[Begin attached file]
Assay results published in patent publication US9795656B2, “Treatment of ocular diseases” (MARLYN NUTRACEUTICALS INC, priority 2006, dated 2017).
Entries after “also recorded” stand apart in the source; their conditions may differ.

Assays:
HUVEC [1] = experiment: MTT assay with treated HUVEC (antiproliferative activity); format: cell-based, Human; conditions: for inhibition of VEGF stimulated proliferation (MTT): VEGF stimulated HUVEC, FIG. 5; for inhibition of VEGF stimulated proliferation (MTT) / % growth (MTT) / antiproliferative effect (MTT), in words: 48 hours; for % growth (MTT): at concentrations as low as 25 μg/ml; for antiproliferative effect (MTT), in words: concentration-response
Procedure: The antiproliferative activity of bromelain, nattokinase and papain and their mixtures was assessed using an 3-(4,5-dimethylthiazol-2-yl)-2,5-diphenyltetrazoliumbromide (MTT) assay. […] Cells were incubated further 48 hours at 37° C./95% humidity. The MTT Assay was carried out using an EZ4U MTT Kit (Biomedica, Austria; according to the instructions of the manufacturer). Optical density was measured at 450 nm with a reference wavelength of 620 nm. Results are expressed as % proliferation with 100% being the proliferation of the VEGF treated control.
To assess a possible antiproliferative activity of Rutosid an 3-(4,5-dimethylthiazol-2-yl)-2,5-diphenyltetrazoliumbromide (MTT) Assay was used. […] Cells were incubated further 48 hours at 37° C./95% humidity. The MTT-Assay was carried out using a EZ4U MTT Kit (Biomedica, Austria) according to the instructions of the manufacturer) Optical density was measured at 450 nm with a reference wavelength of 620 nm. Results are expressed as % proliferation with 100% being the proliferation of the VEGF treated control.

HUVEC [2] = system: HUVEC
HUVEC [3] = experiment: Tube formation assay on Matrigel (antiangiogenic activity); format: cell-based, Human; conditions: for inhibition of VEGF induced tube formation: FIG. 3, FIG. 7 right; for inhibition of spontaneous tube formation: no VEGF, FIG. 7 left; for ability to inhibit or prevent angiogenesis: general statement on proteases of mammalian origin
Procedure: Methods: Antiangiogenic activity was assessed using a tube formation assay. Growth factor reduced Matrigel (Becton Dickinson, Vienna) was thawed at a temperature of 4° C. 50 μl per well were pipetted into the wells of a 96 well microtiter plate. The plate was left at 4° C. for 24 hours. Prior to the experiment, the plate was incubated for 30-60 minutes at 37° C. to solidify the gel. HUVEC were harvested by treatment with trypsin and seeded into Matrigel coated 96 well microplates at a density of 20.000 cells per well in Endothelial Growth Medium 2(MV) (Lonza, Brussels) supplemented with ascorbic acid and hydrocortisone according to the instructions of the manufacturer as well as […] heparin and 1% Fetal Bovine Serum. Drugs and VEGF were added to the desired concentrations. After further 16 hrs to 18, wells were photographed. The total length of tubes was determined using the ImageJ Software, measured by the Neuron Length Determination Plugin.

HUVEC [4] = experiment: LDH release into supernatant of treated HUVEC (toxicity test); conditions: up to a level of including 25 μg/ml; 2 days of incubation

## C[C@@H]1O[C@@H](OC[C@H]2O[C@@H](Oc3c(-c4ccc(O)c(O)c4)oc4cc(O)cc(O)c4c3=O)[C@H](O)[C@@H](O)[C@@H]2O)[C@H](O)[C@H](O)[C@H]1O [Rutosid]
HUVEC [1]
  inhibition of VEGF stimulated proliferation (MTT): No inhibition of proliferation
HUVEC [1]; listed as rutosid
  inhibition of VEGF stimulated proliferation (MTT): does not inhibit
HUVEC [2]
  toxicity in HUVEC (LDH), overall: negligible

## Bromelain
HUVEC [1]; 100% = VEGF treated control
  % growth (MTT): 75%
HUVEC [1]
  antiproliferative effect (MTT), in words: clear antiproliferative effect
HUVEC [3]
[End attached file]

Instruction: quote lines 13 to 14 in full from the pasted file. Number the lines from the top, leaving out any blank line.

  inhibition of VEGF stimulated proliferation (MTT): No inhibition of proliferation
HUVEC [1]; listed as rutosid